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  • Positions in SolidarityVoices and Images from the US Women’s Marches
  • Deborah Frizzell (bio)

This article is composed of photographs and remembrances: my own and those of several students and friends who participated in the Women’s Marches in New York and Washington, DC, on January 21, 2017. The images and text raise questions brought to life by the marches. They address the efficacy of mass marches and similar forms of protest in an era driven by polarization of both social media and mainstream news media. The article poses such questions as, what was the nature of the Women’s March, and how did it differ from previous demonstrations? What did it achieve? Can solidarity be sustained in an environment of heightened and ongoing divisiveness?

The election of President Donald J. Trump was a nightmarish event for a large number of Americans and peoples worldwide. Aside from his obvious lack of qualifications and a long list of ongoing questionable business practices, Trump’s discourse of hate and fearmongering, coupled with his authoritarian white nationalist agenda and apocalyptic tweetstorms calling for a strong man to “fix” the nation’s problems, has set in motion forces and policies that, if implemented, would deny whole segments of the population the very basic dignity of their humanity. Trump’s attacks on historical memory, facts and science, public education, the press, and the institutions of governance are paired with his shocking disrespect for the rule of law, including civil, individual, and political protections. Trump’s rhetoric has given right-wing extremists in our own and other nations a sense of confidence in their appeal to [End Page 315] xenophobia, homophobia, misogyny, and bigotry. After the presidential election, thousands of people assembled in streets around the world to protest his presidency. Strategies of organizing and coalition building have given rise to a robust movement that aims to take crucial steps toward protecting the rights of communities and those who are most vulnerable who have been targeted by Trump.

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Figure 1.

Builder Levy, Building Trades Union Workers at the New York City Women’s March 1/21/17, 2017. Gold-tone gelatin silver print, 11 × 14 in. Courtesy of the artist

While many women worked tirelessly for the election of Hillary Clinton, the final breakdown of statistics for voting revealed that 53 percent of white women who voted, voted for Trump, despite his blatant misogyny and self-proclaimed record of sexual predation. In stark contrast, 94 percent of black women voters voted for Clinton (WITW Staff 2016). Ingrained white privilege and racism proved strong motivators that vied with historical injustice and even the shock of the ongoing murders of African Americans killed in incidents of police violence. To combat structural racism and misogyny and to build collective awareness of the myriad ways in which community interests may interconnect, women’s groups organizing the marches looked to the movement Black Lives Matter as a model, developing long-term strategies for implementing a platform for human rights and social responsibility (Ruiz-Grossman 2016; Movement for Black Lives 2017).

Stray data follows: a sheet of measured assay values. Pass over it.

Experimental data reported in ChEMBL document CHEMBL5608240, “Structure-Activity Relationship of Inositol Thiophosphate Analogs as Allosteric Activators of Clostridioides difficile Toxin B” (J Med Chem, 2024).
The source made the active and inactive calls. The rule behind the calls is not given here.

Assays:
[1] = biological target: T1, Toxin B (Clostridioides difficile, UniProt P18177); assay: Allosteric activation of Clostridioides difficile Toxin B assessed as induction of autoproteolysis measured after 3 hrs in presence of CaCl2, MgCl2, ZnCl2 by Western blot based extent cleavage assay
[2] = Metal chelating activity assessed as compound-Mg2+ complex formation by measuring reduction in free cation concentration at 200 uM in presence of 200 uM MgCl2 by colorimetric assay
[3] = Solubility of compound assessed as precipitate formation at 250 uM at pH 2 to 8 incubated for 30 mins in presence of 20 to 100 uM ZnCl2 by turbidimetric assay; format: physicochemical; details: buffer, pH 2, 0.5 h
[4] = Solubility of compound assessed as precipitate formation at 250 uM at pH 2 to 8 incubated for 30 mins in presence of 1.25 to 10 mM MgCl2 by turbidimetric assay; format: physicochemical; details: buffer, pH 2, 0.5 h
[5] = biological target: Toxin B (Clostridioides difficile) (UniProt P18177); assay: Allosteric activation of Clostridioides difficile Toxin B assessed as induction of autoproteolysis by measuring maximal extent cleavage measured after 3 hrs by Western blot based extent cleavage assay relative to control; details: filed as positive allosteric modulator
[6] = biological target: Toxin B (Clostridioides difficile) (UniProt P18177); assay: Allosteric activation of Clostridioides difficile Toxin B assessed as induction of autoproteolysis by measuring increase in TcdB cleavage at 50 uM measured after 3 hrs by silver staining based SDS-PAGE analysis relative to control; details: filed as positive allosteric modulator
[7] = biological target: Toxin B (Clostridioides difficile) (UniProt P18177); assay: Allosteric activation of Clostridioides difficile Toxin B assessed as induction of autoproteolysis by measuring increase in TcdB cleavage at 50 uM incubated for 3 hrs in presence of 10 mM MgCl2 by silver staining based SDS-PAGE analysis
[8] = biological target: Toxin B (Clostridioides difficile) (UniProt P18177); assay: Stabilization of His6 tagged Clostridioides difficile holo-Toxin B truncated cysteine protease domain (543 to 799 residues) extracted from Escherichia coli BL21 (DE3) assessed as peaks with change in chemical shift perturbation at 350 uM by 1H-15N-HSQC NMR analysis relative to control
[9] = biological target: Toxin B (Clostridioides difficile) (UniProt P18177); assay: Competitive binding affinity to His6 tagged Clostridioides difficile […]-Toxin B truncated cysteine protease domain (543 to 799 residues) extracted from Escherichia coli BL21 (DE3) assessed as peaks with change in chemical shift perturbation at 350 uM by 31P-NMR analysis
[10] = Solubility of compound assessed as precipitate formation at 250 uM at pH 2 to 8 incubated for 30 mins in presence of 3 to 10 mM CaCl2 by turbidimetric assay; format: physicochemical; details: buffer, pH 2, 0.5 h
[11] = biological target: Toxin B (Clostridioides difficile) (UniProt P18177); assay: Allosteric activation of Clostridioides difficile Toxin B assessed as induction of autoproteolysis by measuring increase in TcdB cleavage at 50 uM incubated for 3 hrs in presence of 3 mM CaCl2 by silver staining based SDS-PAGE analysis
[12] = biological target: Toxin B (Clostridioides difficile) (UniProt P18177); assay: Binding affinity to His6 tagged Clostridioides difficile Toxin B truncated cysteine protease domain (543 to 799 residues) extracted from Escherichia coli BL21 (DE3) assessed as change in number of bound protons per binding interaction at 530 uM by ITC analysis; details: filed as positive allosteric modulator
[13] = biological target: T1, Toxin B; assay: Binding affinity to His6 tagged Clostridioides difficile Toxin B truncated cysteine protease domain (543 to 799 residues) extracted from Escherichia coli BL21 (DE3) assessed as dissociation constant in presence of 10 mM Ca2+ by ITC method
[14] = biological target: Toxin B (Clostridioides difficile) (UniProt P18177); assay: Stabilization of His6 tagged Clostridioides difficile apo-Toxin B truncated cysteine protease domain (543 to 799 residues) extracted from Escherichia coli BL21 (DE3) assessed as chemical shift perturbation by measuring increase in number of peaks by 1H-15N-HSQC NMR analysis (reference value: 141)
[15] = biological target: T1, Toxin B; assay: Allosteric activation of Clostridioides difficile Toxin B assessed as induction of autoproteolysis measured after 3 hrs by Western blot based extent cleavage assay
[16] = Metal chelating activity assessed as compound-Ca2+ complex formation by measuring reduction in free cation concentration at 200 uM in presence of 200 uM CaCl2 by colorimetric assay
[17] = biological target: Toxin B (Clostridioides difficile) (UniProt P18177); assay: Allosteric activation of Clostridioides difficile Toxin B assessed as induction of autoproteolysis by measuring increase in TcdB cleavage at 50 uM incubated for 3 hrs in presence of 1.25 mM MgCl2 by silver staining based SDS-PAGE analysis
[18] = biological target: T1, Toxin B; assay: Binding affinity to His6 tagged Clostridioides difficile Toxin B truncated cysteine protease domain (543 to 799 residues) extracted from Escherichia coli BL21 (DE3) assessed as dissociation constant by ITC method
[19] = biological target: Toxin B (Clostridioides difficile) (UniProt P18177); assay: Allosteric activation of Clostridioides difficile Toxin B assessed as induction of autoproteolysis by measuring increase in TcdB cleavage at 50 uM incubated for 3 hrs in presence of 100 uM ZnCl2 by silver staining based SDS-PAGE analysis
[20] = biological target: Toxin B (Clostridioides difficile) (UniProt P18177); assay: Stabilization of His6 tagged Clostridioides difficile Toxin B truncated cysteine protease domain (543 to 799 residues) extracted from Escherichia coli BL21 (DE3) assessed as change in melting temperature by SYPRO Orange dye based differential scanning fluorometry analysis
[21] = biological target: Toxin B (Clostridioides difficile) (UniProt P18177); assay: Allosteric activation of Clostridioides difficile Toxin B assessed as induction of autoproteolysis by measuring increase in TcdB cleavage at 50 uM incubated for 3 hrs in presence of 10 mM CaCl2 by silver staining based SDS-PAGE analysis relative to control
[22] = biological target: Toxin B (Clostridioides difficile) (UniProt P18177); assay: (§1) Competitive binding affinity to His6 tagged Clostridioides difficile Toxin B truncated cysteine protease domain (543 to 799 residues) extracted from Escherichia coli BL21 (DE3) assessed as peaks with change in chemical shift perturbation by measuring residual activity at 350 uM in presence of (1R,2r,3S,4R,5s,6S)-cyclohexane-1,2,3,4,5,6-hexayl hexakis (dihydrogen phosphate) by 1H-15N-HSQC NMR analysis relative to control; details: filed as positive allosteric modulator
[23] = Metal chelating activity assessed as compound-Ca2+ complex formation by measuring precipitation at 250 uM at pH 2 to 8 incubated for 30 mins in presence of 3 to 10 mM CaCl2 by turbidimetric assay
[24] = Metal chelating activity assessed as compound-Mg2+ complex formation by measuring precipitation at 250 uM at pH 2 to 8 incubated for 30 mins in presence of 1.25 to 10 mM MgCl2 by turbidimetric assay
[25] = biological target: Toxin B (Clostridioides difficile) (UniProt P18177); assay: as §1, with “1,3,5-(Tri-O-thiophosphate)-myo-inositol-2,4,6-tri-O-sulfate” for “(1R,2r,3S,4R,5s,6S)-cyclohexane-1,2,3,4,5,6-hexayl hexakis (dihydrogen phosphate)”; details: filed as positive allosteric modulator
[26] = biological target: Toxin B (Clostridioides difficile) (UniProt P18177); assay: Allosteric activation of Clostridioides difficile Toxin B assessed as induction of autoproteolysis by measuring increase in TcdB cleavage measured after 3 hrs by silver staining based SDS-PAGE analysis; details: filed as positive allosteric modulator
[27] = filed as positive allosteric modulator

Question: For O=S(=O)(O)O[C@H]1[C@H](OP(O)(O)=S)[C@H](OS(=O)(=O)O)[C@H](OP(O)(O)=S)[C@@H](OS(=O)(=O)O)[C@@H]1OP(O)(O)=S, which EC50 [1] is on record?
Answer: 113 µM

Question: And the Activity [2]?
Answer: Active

The organizers of the Women’s Marches aimed to create an opening for new patterns of political networking to build an effective resistance mobilized by intersectionality, a term coined by Kimberlé Crenshaw (1989) to describe the ways in which individuals face multiple threats of discrimination when their identities overlap the several categories of race, gender, age, ethnicity, religion, sexual orientation, and [End Page 316] disability, among others. Intersectionality bolsters a movement by connecting disparate communities through a critical analysis of issues, focusing on specific social actions and political interventions. The bridges built by intersectionality link advocacy for legislation and policies regarding women’s rights, racial equality, immigration reform, health care reform, environmental issues, LGBTQ rights, and workers’ rights. March cochair Linda Sarsour, executive director of the Arab American Organization of New York, highlighted the movement’s “stand on social justice and human rights issues ranging from race, ethnicity, gender, religion, immigration and healthcare” (quoted in Reddin 2016; see also Women’s March 2016a). Sarsour is cochair with Tamika D. Mallory (political organizer and former executive director of the National Action Network), Carmen Perez...


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pp. 315-325
Launched on MUSE
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